The U.S. Department of Education plans to take the unprecedented step of withholding part of Georgia's Race to the Top grant over problems the state is having implementing its teacher-evaluation plans, according to federal officials.
Today's action marks the first time the Education Department has formally moved to take back award money from the Obama administration's signature education-improvement effort. Federal officials plan to withhold $9.9 million by the beginning of the school year that the state had planned to spend on a performance-based compensation system, a promise it made when applying for Race to the Top. The performance-based pay plan has been eliminated.
"This is about Georgia making commitments...and now saying it will not move forward with those commitments," said a senior Education Department official.
The nearly $10 million Georgia is poised to lose won't disappear, but it will be set aside in case state officials have a change of heart. When the grant program ends in a couple of years, any leftover money would revert to the U.S. Treasury.
More than a year ago, federal officials put $33 million of the state's $400 million grant on "high-risk" status after growing concerned about the strategy behind the teacher-evaluation component of the grant. At the time, federal officials wanted more information about the quality of the tools the state is using for its educator-evaluation pilot program, for example. And they wanted to know whether supports being given to districts can be scaled.
In its letter to Gov. Nathan Deal today, included below, federal officials said they were concerned about the state's plans to "delay full, high-stakes implementation of its teacher evaluation system for teachers of non-tested grades and subjects by one year, from school year (SY) 2013-2014 to SY 2014-2015." In addition, it flagged as problematic the elimination of its performance-based compensation system.
Georgia state schools' chief John Barge issued this statement in response:
We listened to our educators in districts across the state, who told us that we needed another year to work on the implementation of performance measures for high-stakes personnel decisions in subjects where we do not have a standardized test. The state of Georgia is not ready to implement a statewide merit pay system. Because four years ago that was written into our Race to the Top application, the U.S. Education Department is initiating withholding procedures for $9.9 million of our $400 million grant. That portion of our grant has not yet been spent in Georgia. We will continue to work with federal officials to develop a plan regarding this issue. But it is critical that we establish an accurate measurement tool for educator performance before we ever consider linking it to merit bonuses for Georgia's teachers. This notification from the Education Department does not hinder the implementation of our Teacher and Leader Keys Effectiveness Systems. We remain ahead of schedule for statewide rollout in 2014-15, and we are currently training and credentialing evaluators in districts across the state.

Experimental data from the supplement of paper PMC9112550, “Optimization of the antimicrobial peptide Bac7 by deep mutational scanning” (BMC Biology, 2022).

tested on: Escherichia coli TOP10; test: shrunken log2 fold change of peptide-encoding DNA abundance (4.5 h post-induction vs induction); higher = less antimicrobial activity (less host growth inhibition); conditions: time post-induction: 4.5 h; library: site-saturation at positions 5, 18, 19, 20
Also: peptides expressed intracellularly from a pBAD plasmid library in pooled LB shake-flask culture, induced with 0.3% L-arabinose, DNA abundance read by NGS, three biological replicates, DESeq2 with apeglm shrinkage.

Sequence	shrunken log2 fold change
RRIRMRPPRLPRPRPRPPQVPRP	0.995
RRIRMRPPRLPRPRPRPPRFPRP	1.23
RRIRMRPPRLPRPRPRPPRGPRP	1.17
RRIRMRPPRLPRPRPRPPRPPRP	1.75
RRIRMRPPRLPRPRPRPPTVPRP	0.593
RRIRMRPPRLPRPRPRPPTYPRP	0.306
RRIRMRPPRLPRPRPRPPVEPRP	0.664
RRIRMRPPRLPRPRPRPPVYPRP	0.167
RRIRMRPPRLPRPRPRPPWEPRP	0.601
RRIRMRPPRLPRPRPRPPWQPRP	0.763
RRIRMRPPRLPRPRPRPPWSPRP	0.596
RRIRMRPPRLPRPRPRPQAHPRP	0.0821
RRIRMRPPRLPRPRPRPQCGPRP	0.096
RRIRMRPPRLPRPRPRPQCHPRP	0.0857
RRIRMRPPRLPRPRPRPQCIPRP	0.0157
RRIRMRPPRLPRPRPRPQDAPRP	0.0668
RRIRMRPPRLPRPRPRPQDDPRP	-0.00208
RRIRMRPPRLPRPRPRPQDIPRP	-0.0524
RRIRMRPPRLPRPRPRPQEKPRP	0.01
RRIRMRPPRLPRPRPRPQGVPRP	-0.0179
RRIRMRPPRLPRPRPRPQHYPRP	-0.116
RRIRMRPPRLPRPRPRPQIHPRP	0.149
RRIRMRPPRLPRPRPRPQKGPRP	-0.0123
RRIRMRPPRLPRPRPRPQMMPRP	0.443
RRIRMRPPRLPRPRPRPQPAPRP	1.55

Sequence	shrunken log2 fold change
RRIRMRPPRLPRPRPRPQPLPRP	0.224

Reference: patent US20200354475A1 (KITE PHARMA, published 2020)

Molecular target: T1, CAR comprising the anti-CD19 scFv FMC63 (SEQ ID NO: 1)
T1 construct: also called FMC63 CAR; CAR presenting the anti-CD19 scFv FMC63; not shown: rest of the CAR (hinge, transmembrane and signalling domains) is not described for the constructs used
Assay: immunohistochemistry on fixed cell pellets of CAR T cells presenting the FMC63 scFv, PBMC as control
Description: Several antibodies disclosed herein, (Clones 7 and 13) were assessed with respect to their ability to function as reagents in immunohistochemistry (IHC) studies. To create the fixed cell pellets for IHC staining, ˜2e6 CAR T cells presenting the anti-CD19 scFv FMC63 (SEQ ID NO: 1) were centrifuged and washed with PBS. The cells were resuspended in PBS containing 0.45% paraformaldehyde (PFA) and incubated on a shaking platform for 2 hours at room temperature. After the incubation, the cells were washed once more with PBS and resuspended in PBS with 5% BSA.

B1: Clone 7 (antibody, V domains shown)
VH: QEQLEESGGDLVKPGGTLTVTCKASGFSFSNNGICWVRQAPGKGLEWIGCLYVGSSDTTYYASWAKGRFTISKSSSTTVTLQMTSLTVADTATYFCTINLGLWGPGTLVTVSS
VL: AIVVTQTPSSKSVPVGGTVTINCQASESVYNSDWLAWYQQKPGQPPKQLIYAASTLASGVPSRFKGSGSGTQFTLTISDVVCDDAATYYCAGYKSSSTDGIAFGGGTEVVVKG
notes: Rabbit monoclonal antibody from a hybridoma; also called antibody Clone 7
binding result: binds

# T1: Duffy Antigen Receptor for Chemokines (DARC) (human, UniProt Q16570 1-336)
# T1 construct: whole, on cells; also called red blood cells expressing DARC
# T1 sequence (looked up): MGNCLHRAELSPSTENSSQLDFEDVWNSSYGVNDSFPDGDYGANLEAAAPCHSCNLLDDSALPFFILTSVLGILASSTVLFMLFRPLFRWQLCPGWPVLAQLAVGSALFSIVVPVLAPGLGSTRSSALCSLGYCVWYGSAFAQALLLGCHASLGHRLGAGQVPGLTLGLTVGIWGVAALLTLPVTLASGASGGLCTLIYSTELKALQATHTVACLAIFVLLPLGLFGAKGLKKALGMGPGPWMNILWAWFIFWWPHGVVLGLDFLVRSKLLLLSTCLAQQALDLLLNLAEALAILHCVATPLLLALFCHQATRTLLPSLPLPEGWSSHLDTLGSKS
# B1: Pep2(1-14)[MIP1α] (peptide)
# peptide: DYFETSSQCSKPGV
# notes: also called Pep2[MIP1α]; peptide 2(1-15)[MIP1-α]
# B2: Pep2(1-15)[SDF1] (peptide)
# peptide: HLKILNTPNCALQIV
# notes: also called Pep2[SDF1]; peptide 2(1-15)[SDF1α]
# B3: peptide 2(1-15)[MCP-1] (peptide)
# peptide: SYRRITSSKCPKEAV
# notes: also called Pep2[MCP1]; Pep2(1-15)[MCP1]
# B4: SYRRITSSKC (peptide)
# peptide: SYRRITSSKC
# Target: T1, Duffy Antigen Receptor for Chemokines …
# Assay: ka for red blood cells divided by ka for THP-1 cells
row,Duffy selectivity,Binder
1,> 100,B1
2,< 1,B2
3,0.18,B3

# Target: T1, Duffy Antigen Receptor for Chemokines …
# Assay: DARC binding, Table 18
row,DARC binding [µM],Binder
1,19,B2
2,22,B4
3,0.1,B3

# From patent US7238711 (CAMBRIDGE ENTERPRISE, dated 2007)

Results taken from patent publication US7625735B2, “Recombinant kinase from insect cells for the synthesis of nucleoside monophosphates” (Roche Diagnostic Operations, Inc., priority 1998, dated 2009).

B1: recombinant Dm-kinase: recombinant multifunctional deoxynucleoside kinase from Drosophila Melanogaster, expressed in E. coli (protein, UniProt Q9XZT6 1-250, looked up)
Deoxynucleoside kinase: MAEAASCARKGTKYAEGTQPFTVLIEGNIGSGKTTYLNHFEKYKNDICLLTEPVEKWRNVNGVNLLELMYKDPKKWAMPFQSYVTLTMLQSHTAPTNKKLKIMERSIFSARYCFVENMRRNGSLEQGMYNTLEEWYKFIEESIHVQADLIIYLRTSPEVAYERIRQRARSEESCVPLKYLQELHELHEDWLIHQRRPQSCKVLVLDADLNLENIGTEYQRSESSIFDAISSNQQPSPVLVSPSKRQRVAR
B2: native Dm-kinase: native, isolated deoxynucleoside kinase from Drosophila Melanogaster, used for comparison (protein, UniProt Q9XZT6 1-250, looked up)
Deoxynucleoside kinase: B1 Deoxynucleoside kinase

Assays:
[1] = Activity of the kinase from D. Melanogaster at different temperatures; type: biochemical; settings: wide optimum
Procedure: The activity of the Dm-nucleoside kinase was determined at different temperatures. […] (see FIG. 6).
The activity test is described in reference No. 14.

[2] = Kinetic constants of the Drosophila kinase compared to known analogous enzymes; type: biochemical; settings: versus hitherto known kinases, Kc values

For anyone wondering if Georgia's withdrawal from PARCC endangers another part of its grant, it probably won't, federal officials say. Participating in common assessments was part of its Race to the Top plan, and federal officials say they are working through the implications with state officials. But, a department official said Georgia's withdrawal is unlikely to cost it any more grant money.
This comes just as the department released Hawaii from high-risk status after the state made significant improvements implementing its $75 million grant. Federal officials said no other state is close to being put on high-risk status for its Race to the Top performance.